I said that I would not attempt any tourism through Yakutia, but 5 days of camping in the siberian boonies later I found myself in Yakutsk, smack dab in the middle of it, by the Lena river. I needed a cheap hotel and a hot shower and they even had some form of a laundry service there. Reindeer meat and potatoes restored most of my inner self and brought me back to my senses, in a way that I would try to keep to more conventional roads than what I had been driving on, like on that little stretch between Tommot and Ulu, where the road had been broken up and I had to make a detour through the 2 little villages east of the Amga river and got lost in the hills, on farmtracks consisting of loose rock and/or half-frozen slushy mud in which I got more than thoroughly bogged. Not up to the legendary door handles, but all of a sudden, the heavy truck just sunk in. Not in particularly deep ruts, but it just sunk into the earth. I thought that maybe my newly acquired snowchains would come in handy, but how do I put them on with all four wheels almost completely submerged in the cold goo? Winch out ? Not really, because A: nearest trees a mile away and B: my battery would not live long enough to permit any significant movement if I could not get any help from my wheels. So what to do ? Right, use yer shovel and start digging. Took me more than a day to do it and not a living being in sight. Eventually, I got all four snowchains mounted, but the truck was still laying on its chassis. Now, I would try my 5-ton Braden winch, but one little detail was still missing: what do I attach the wire rope to? Inventiveness is born out of misery, they say, so I took my axe and started walking. Walking a mile, carrying an axe is no big deal, but chopping a tree down and dragging a large part of it back the same way, IS a BIG deal, believe me. Took me 12 hours to do it. The next day, it took me another 5 hours or so to bury the damn tree trunk (no, I did NOT want to bury my spare wheel). I had laid out my 40 metres of winch rope first and then lenghtened it with my 10 metres of polyethylene 40 mm tow rope. That gave me some 45 metres to winch. Ok, here we go, then. The first layer of wire rope on the winch drum had just enough pull to get me moving, very slowly until my wheels found some grip again and I very parcimoniously used the accelerator pedal in 1st low (!) at some 2000 revs, which was also good to supply some extra juice to the battery. But when I reached my buried log, the Stage One would still not move on wheel traction alone and kept sinking in. So that was 45 metres in 2 hours, then, which included a "battery breathing/recuperating/charging session". So I laid out the ropes again, opened a can of fresh elbow grease and manned the shovel for the second time, swearing and cursing as I went. it had started raining and I got soaked to the bone. 6 or 7 or whatever hours later -I really don't care to remember- I had covered another 45 bloody metres and the gravity / slush combination was still not vanquished. I did not bother to set up my tent, let the engine run for an hour or so at a fast idle (by means of a carefully placed rock on the accelerator pedal) for the sake of my battery and for letting the Land-Rover "heater" getting the most cold out of my skeleton, dug out a change of clothes and a bottle of cheap whisky and crashed on top of my gear in the loadbed.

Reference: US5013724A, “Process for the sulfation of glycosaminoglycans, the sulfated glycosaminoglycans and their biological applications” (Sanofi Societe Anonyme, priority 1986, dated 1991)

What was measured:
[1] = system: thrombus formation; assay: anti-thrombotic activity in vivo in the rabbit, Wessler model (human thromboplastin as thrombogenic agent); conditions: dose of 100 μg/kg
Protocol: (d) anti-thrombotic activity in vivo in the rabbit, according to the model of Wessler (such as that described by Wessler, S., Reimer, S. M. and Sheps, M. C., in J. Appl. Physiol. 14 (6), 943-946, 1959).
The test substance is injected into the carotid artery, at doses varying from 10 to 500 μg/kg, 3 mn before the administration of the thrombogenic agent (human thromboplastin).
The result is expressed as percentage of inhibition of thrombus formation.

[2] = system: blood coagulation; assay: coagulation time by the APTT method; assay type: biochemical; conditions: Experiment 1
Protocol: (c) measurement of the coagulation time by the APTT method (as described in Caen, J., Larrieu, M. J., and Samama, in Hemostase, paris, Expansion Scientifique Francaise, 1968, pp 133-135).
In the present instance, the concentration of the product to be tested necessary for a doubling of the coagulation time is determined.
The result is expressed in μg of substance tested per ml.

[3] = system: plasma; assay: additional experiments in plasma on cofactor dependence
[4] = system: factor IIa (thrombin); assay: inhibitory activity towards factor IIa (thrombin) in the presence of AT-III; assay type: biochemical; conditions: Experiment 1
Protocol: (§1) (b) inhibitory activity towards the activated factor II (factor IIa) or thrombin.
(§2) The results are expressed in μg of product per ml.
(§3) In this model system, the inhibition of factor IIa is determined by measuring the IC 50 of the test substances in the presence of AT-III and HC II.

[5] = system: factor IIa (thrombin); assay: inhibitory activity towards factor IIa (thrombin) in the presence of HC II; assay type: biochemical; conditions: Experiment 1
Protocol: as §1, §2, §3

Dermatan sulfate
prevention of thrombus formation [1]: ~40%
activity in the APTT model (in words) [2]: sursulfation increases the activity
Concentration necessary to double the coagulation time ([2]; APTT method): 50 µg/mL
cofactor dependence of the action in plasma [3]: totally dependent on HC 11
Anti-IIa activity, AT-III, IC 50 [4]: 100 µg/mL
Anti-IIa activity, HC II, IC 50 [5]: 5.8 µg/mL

In the late afternoon of the next day, halfway through my fourth (4th) digging-and-winching exercise, it suddely felt as if I were getting some grip under my 750s. I dashed out, detached the wire rope from the tow rope, got back in, selected 3rd low and floored it. The truck moved again, I never minder the winch wire rope dragging under the truck, kept it in the ruts and momentum up as good as I could. I made it to where I had cut the tree and drove into the little wooded patch where I hoped that tree roots would prevent the truck from sinking in again. it worked. I sighed with relief, let the engine run, lit a cigarette and had a good stiff drink from my bottle. My back hurt like hell from the digging, my hands had more blisters than skin and I was feeling cold. The soil in the wooded patch was kinda dry and then I noticed that I was sitting on some sort of a knoll that was much dryer that the surroundings. I decided to set up "camp' first, while still in the daylight and about an hour later I had put on another change of dry clothes and had a pot of chicken broth heating on my 1960ies Coleman® gasoline stove / tent heater. later, tucked in deep into my warm sleeping bag, half drunk, I listened to the silence of the tundra. Being tired is the best sleeping pill just like hunger is the best sauce and it was noon when I woke up the next day, feeling sore all over, but well-rested. Temperature was some 5 degrees centigrade (+) and I took care of my blistered hands first by rubbing them in a couple of handfuls of moist soil and let it dry over the heater. The arsenicum content of the soil would soon harden my skin again and I knew that I had, over the years, acquired a remarkable resistance against wound infections. Next, wearing a pair of glove (I don't push my luck), I went to retrieve my tow rope, for which I had to dig out the log. I laid the log by the side of the track and atrached a note to it, written on a piece of cardboard with a waterproof felt marker: " Good used winch anchor for sale, $ 1.--" I dragged the rope back to my truck, put it back in its place, wrapped around the bumper and then proceeded to clean and roll up my winch wire rope. Around 4 in the afternoon, a little, watery sun shone on my back and the temperature read 12 degrees C (+). I decided to spend another night there. Tin camptable laid out, canvas chair, hot broth, can of caviar and onother one of pilchards, some potatoes in the ashes of a badly burning "campfire", warm clothes, silence all around. It became another night of good sleep.